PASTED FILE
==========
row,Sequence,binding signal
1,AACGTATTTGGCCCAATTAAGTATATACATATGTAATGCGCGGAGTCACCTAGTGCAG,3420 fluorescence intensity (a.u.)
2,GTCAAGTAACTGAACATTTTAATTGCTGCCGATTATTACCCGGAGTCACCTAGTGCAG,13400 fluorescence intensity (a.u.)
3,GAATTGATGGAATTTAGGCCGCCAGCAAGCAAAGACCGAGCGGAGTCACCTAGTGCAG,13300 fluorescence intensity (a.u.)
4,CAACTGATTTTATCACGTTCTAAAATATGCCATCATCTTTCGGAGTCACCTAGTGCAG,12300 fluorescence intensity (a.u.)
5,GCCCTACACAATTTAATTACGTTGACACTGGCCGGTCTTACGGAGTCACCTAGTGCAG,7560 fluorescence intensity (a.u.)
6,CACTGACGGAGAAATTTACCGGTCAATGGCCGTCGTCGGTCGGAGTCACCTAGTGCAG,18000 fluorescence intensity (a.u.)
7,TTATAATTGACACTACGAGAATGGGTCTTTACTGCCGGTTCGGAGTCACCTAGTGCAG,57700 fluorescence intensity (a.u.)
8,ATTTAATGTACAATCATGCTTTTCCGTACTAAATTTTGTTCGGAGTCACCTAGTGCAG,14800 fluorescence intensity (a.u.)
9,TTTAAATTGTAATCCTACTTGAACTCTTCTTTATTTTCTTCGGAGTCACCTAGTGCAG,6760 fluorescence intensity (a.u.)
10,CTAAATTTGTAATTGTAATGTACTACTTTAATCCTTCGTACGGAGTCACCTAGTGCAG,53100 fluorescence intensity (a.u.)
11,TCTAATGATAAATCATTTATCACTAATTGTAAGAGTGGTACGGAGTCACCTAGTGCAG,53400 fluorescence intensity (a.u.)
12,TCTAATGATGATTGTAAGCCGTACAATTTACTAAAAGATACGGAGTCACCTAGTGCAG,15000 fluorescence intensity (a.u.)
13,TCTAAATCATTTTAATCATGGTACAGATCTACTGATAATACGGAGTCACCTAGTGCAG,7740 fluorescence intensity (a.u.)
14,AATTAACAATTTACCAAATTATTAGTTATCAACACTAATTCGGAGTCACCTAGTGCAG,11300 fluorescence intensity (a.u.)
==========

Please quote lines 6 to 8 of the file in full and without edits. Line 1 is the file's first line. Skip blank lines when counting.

5,GCCCTACACAATTTAATTACGTTGACACTGGCCGGTCTTACGGAGTCACCTAGTGCAG,7560 fluorescence intensity (a.u.)
6,CACTGACGGAGAAATTTACCGGTCAATGGCCGTCGTCGGTCGGAGTCACCTAGTGCAG,18000 fluorescence intensity (a.u.)
7,TTATAATTGACACTACGAGAATGGGTCTTTACTGCCGGTTCGGAGTCACCTAGTGCAG,57700 fluorescence intensity (a.u.)